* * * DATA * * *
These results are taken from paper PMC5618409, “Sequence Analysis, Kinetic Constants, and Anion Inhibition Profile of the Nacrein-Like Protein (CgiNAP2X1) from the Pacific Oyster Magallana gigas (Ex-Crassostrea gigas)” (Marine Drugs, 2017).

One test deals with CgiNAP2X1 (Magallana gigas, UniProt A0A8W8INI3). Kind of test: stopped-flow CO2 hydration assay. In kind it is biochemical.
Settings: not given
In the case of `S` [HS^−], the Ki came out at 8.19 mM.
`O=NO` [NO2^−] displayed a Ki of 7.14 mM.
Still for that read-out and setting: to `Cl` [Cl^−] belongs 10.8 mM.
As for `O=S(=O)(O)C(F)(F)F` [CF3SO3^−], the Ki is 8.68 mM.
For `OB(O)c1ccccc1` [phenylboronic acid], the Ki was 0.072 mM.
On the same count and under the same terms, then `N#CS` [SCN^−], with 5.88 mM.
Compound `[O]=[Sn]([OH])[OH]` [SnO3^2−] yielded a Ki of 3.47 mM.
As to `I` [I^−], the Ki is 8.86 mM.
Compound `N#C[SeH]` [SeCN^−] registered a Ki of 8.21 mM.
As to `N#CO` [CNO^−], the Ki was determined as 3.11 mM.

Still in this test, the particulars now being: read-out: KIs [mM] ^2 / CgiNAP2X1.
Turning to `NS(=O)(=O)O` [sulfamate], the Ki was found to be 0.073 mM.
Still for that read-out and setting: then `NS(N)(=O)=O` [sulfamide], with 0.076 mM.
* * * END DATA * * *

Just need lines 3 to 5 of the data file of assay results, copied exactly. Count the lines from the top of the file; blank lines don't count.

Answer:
Settings: not given
In the case of `S` [HS^−], the Ki came out at 8.19 mM.
`O=NO` [NO2^−] displayed a Ki of 7.14 mM.